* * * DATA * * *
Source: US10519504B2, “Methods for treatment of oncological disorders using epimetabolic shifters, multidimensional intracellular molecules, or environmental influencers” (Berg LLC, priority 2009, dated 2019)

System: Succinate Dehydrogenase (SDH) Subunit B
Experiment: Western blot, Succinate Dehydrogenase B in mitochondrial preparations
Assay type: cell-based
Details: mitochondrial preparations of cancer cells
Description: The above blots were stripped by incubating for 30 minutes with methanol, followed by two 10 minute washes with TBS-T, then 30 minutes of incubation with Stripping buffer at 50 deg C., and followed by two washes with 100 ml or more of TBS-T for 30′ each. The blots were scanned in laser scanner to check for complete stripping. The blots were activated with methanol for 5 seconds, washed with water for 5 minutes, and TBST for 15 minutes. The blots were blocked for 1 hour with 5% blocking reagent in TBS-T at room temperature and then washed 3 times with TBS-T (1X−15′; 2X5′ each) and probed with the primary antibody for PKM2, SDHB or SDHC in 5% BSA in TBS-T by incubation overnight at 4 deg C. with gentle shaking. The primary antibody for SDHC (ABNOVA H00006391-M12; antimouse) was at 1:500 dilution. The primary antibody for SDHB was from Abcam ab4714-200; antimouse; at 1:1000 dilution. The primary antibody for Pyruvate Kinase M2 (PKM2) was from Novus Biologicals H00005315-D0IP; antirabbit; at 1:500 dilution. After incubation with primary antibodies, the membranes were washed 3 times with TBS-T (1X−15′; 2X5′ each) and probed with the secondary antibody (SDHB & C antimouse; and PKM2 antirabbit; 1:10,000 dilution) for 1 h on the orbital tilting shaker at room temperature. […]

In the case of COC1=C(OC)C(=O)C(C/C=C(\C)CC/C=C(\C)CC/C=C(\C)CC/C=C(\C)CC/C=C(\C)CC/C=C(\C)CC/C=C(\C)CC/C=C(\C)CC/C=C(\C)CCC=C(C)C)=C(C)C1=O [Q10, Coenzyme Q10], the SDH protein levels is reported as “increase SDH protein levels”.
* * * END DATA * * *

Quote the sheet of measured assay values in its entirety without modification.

Source: US10519504B2, “Methods for treatment of oncological disorders using epimetabolic shifters, multidimensional intracellular molecules, or environmental influencers” (Berg LLC, priority 2009, dated 2019)

System: Succinate Dehydrogenase (SDH) Subunit B
Experiment: Western blot, Succinate Dehydrogenase B in mitochondrial preparations
Assay type: cell-based
Details: mitochondrial preparations of cancer cells
Description: The above blots were stripped by incubating for 30 minutes with methanol, followed by two 10 minute washes with TBS-T, then 30 minutes of incubation with Stripping buffer at 50 deg C., and followed by two washes with 100 ml or more of TBS-T for 30′ each. The blots were scanned in laser scanner to check for complete stripping. The blots were activated with methanol for 5 seconds, washed with water for 5 minutes, and TBST for 15 minutes. The blots were blocked for 1 hour with 5% blocking reagent in TBS-T at room temperature and then washed 3 times with TBS-T (1X−15′; 2X5′ each) and probed with the primary antibody for PKM2, SDHB or SDHC in 5% BSA in TBS-T by incubation overnight at 4 deg C. with gentle shaking. The primary antibody for SDHC (ABNOVA H00006391-M12; antimouse) was at 1:500 dilution. The primary antibody for SDHB was from Abcam ab4714-200; antimouse; at 1:1000 dilution. The primary antibody for Pyruvate Kinase M2 (PKM2) was from Novus Biologicals H00005315-D0IP; antirabbit; at 1:500 dilution. After incubation with primary antibodies, the membranes were washed 3 times with TBS-T (1X−15′; 2X5′ each) and probed with the secondary antibody (SDHB & C antimouse; and PKM2 antirabbit; 1:10,000 dilution) for 1 h on the orbital tilting shaker at room temperature. […]

In the case of COC1=C(OC)C(=O)C(C/C=C(\C)CC/C=C(\C)CC/C=C(\C)CC/C=C(\C)CC/C=C(\C)CC/C=C(\C)CC/C=C(\C)CC/C=C(\C)CC/C=C(\C)CCC=C(C)C)=C(C)C1=O [Q10, Coenzyme Q10], the SDH protein levels is reported as “increase SDH protein levels”.